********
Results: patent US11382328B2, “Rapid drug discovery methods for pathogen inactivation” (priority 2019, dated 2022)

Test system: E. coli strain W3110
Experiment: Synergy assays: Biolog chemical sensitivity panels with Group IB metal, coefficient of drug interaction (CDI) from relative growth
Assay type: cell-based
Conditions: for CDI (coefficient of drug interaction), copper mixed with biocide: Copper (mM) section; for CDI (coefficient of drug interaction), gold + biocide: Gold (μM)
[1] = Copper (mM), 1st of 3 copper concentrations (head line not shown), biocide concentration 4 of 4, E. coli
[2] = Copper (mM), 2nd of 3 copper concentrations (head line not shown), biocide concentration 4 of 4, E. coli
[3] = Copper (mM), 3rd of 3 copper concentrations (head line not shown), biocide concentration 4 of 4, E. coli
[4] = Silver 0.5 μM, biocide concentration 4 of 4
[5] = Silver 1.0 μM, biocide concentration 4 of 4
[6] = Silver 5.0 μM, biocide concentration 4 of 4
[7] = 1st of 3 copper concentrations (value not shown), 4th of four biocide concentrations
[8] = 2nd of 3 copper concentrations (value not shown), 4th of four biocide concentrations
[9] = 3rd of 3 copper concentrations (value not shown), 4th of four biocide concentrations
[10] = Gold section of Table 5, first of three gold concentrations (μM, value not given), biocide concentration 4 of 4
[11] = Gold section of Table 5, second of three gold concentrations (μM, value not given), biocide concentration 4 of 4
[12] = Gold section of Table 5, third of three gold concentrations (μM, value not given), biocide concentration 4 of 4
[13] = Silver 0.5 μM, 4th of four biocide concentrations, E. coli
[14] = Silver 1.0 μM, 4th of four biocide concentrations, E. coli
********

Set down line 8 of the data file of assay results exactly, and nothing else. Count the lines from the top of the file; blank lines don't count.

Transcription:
[3] = Copper (mM), 3rd of 3 copper concentrations (head line not shown), biocide concentration 4 of 4, E. coli